This is another book from Brewers Publications that bridges the worlds of brewers and drinkers. As with Stan's excellent For The Love of Hops, the book provides context, history, categorizations, practical application of the topic in brewing and plenty of evidence of sheer enthusiasm. That being said, a few initial quibbles:
⇒ The advent of pale malt did not occur in the late 1600s as suggested at page 15. Coke is used to dry malt first in 1642 and straw dried malt goes back well before that, probably as a folk skill unrelated to commercial enterprise or estate management. Makes sense. After all, grain-drying was known in the medieval centuries as a means to preserve a damp crop and preference for better beer was known to the hipsters of the 14th century.
⇒ Beer on English ships goes further back than described at page 19. It was present on board Elizabeth's navy during the second half of the 1500s. Here is the wooden tankard from Henry VIII's Mary Rose from the 1540s. Unlikely beer on ships was key to the instigation of 1700s beer exports from Britian.
⇒ The trade in beer by ship described around the same point predates the suggested time frame by centuries and was not created by England. Unger shows how Wismar of the Hanseatic League - in what is now Germany located on the Baltic coast east of Denmark - barred the import of beer by sea in 1356.¹ What creates the opportunity for the Burton beer trade to Russia as much as anything in the latter end of the 1600s for England is the usurpation of Dutch dominance of Baltic shipping.²
Let's be clear. There are nothing wrong with the facts were they just characterized as a little less conclusive but rather more part of a pattern in a larger flow. And the choices made are done so in support of the narrative. And to create that narrative levels of abstractions are used by necessity to achieve a consistent voice. So, these are quibbles only but they are ones that get noticed if you are looking for this sort of thing. And the audience is not meant to be looking for this sort of thing, is it.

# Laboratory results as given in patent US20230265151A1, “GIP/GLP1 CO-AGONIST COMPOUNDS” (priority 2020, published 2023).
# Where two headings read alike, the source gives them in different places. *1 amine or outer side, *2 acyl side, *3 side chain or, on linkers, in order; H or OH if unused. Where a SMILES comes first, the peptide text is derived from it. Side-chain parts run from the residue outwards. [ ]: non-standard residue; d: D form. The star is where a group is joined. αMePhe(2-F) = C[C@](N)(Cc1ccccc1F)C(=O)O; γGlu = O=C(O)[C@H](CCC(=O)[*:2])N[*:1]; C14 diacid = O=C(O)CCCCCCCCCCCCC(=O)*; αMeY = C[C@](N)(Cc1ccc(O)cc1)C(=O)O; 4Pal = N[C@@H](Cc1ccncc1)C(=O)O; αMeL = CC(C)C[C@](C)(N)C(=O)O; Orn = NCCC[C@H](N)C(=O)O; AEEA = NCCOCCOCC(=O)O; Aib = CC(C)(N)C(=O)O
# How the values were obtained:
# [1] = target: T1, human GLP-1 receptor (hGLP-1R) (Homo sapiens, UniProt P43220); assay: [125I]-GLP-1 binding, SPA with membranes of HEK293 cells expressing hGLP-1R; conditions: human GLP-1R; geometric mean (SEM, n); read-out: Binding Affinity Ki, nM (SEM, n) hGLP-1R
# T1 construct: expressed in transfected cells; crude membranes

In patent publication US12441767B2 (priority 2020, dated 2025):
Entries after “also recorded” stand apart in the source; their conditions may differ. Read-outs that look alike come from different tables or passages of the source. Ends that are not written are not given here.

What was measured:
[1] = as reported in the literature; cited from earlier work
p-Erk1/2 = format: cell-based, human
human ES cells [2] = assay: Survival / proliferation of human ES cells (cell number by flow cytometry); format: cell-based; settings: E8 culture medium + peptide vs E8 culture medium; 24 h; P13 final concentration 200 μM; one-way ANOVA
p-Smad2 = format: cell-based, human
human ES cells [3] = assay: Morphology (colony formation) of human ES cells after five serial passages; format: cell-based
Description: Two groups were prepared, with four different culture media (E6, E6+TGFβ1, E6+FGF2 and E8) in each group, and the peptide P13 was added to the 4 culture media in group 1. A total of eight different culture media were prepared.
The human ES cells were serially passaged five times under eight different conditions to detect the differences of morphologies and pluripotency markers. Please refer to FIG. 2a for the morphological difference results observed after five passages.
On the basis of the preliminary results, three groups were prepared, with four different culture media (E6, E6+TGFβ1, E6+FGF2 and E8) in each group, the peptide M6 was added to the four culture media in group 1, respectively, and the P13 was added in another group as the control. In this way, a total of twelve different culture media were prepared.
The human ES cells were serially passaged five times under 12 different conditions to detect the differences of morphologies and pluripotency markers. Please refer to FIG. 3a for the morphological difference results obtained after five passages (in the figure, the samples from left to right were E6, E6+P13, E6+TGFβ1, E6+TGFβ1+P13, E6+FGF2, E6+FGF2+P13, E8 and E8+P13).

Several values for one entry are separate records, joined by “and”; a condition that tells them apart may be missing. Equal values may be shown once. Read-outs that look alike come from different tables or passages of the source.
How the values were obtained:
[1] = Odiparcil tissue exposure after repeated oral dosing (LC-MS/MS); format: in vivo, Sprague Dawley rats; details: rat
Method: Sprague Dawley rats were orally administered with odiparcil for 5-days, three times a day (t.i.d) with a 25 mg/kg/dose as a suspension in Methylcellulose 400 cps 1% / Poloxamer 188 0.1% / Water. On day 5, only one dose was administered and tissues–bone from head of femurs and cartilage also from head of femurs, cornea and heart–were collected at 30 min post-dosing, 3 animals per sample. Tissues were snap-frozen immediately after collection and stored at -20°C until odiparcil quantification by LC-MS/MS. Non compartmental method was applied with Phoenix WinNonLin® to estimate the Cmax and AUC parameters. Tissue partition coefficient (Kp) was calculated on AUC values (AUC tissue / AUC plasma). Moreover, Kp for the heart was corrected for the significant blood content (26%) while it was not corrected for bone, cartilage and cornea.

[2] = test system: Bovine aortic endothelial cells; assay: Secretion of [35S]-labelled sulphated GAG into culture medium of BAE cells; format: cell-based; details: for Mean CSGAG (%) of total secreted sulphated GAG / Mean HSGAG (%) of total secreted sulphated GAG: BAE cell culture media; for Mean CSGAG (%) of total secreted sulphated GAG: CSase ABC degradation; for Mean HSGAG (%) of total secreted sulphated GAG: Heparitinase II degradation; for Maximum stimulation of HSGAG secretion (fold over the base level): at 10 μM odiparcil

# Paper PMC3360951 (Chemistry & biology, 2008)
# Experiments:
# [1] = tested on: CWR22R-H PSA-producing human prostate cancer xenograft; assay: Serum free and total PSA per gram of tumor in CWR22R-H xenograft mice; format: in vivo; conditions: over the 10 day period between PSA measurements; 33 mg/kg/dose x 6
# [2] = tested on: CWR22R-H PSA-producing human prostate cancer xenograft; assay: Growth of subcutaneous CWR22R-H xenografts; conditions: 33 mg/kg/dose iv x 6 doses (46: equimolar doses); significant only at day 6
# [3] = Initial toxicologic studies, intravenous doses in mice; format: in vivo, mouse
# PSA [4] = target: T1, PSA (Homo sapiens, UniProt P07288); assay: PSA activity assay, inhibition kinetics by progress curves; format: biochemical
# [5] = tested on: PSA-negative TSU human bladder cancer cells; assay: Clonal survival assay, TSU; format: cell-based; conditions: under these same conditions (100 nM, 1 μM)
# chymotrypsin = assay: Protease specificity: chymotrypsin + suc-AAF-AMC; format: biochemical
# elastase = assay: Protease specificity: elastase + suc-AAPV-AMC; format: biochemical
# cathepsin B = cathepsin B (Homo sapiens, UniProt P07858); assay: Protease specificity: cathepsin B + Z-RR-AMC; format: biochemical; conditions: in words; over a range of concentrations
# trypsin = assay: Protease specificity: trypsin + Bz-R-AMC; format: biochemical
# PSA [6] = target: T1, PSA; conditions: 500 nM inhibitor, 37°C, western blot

Worth noting is how the book's introduction is an amazing "who's who" of folk thinking about beer these days, most of them thinking intelligently. I found the statement that Martyn and Ron had fact checked the material in the book odd as it, at first, gave me that sinking feeling that we were facing authority by reputation. As we know, like the Gospels, Michael Jackson can be cited for any proposition that might be wanted to be made in relation to good beer these days. I would hate for such a fate to be extended to others. But - and note I did say "at first" two sentences back - we are blessed with a bibliography that includes each of their writings as well as, blessings fall upon the head of Mitch Steele, actual footnotes. These give you the ability to see whose work was relied upon for each sentence in certain sections allowing you to judge accordingly as well as provide the reader with the tools to undertake some follow up reading.
Much of what is written above focuses on a limited portion of the history of IPA as described by Steele and should give you a sense of the engagement with his topic he offers the reader. Unlike this review, the book spends most of its time discussing variants of IPA across time and continents up to and including gag-reflex tickling evolutionary dead end of White IPA: "...effectively a blend of the Belgian Wit and the American IPA." I would have liked to see a discussion of IPA as brand in which anything hoppy can have the "IP" slapped on as a prefix and, voila, a style is born. I would have also liked to see a bit more of a discussion on how IPA as we know it now is a bit of revisionist concept a bit decontextualized from its relatives pale ale and the variants.³ But this is an enthusiast's text, not a critical study. Nor should it be.
Bottom line? Another excellent volume that should satisfy the intermediate and experience beer nerd. It should also be mandatory bedside reading for any brewer or aspiring brewer.
¹See: Beer in the Middle Ages and the Renaissance, (Fenn, 2006) at page 73.
²See Peltries or Plantations, (John Hopjins Press, 1969) at pages 63 to 71; see also Holland on the Hudson, (Cornell, 1986) at page 209.
³For a similarly structured book that accomplishes this better if in less detail, see Pale Ale by Terry Foster from 1990, from the same publisher's, Brewers Publications, earlier generation of style guides.